JDO: I’d never want someone to not take their significant other out to dinner. I’ve got my priorities straight: love the ones you love, first and foremost. However, I’d prefer not to think of this as an either/or situation. You take your love out to a fancy meal, you take a long walk, whatever happens, happens. But after the date, you’d probably want to curl up in bed with a book. That’s where Tideland comes in. The bookstore/bottle shop is functioning as a sort of indie-lit headquarters. It’s our mission, with Tideland, to not just push these wonderful, under-the-radar books on unsuspecting customers, but to also foster a community that revolves around this burgeoning culture. We want more eyes on books from our favorite presses. We want people to fall in love with books, to remember what it’s like to find something in a bookstore and realize, “oh my god, this is what I’ve been looking for, and I never even knew it.” When you donate to Tideland, you’re not only getting a cool reward for doing so (limited-edition books, pint glasses, personalized eulogies, etc), you’re actively contributing to the advancement of small books in an ever-expanding marketplace. Also, if you run a press, there’s the Tideland Ambassador reward, which will get your books front and center in the shop. They’ll be paired with a beer, put on display, and pushed with gusto upon the fine patrons of our establishment.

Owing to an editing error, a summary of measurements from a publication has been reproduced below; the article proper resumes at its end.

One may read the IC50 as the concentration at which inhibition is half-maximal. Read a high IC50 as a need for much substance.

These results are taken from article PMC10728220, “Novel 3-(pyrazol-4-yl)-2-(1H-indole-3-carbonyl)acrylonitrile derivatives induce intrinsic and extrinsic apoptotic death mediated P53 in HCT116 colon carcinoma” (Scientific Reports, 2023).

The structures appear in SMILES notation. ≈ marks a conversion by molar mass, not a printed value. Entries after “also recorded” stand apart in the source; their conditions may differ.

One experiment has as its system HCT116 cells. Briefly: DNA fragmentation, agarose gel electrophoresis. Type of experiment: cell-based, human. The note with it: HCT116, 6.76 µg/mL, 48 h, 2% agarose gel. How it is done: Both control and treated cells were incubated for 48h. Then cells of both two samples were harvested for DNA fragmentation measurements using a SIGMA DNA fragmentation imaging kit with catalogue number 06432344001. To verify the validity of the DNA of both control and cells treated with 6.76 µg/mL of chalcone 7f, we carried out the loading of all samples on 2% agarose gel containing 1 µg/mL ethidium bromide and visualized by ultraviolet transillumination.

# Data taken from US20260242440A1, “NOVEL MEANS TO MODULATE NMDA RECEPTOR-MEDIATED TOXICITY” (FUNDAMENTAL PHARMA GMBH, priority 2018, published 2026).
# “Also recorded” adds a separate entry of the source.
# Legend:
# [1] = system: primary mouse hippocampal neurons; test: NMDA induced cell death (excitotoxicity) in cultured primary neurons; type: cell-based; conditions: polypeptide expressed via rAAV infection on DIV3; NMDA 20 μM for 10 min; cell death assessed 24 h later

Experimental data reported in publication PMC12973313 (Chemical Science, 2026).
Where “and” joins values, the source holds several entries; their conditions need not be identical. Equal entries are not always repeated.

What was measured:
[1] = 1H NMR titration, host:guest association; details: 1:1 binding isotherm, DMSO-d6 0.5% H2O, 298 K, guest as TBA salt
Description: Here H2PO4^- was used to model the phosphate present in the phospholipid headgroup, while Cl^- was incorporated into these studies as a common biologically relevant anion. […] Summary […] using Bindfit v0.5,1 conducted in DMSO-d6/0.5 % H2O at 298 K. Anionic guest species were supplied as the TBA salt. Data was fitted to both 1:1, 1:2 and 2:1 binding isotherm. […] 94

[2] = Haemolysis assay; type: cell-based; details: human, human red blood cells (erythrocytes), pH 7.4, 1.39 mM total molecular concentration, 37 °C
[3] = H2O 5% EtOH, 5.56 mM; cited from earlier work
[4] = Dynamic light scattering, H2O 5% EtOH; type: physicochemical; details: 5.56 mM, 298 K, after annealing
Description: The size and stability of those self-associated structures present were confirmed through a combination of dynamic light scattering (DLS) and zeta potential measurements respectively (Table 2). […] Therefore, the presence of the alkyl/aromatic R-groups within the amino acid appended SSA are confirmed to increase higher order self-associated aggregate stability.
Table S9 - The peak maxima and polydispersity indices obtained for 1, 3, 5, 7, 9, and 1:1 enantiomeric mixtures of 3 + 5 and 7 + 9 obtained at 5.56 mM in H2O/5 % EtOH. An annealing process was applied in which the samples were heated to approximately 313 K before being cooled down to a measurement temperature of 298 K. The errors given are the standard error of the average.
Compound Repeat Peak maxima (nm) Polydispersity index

BSP: The staff you have behind this project are all experienced in both business and books, clearly possessing the smarts and creative skills to make this reality when you achieve your funding goal. But just exactly how awesome is Tideland Books going to be? When I’m visiting Astoria and I stop in, what experience will I have? What will I tell my friends?